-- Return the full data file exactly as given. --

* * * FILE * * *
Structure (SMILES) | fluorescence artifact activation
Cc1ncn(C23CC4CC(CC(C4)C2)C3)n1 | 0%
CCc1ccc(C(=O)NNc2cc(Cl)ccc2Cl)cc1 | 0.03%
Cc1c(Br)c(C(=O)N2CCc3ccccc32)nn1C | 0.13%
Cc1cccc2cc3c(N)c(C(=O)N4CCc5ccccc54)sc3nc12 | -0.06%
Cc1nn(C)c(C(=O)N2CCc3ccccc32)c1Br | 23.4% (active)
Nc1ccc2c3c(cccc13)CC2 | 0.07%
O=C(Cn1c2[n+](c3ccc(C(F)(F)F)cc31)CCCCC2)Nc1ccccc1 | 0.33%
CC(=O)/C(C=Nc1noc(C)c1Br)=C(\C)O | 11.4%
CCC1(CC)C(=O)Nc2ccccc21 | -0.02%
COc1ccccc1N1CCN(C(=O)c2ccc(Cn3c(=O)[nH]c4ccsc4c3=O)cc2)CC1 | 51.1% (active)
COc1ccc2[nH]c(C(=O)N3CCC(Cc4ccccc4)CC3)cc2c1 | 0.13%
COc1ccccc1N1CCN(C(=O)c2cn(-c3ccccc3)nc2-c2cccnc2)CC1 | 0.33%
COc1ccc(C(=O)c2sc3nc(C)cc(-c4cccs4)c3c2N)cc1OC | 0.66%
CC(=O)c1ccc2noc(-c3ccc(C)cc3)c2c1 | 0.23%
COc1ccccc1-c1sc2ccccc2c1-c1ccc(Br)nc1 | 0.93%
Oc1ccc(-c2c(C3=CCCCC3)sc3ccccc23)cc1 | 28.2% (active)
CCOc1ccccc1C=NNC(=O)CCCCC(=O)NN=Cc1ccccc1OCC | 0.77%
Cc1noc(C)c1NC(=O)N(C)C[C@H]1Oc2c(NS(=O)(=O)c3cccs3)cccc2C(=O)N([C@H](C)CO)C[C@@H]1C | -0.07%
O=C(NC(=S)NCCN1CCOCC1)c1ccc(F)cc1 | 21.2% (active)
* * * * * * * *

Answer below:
Structure (SMILES) | fluorescence artifact activation
Cc1ncn(C23CC4CC(CC(C4)C2)C3)n1 | 0%
CCc1ccc(C(=O)NNc2cc(Cl)ccc2Cl)cc1 | 0.03%
Cc1c(Br)c(C(=O)N2CCc3ccccc32)nn1C | 0.13%
Cc1cccc2cc3c(N)c(C(=O)N4CCc5ccccc54)sc3nc12 | -0.06%
Cc1nn(C)c(C(=O)N2CCc3ccccc32)c1Br | 23.4% (active)
Nc1ccc2c3c(cccc13)CC2 | 0.07%
O=C(Cn1c2[n+](c3ccc(C(F)(F)F)cc31)CCCCC2)Nc1ccccc1 | 0.33%
CC(=O)/C(C=Nc1noc(C)c1Br)=C(\C)O | 11.4%
CCC1(CC)C(=O)Nc2ccccc21 | -0.02%
COc1ccccc1N1CCN(C(=O)c2ccc(Cn3c(=O)[nH]c4ccsc4c3=O)cc2)CC1 | 51.1% (active)
COc1ccc2[nH]c(C(=O)N3CCC(Cc4ccccc4)CC3)cc2c1 | 0.13%
COc1ccccc1N1CCN(C(=O)c2cn(-c3ccccc3)nc2-c2cccnc2)CC1 | 0.33%
COc1ccc(C(=O)c2sc3nc(C)cc(-c4cccs4)c3c2N)cc1OC | 0.66%
CC(=O)c1ccc2noc(-c3ccc(C)cc3)c2c1 | 0.23%
COc1ccccc1-c1sc2ccccc2c1-c1ccc(Br)nc1 | 0.93%
Oc1ccc(-c2c(C3=CCCCC3)sc3ccccc23)cc1 | 28.2% (active)
CCOc1ccccc1C=NNC(=O)CCCCC(=O)NN=Cc1ccccc1OCC | 0.77%
Cc1noc(C)c1NC(=O)N(C)C[C@H]1Oc2c(NS(=O)(=O)c3cccs3)cccc2C(=O)N([C@H](C)CO)C[C@@H]1C | -0.07%
O=C(NC(=S)NCCN1CCOCC1)c1ccc(F)cc1 | 21.2% (active)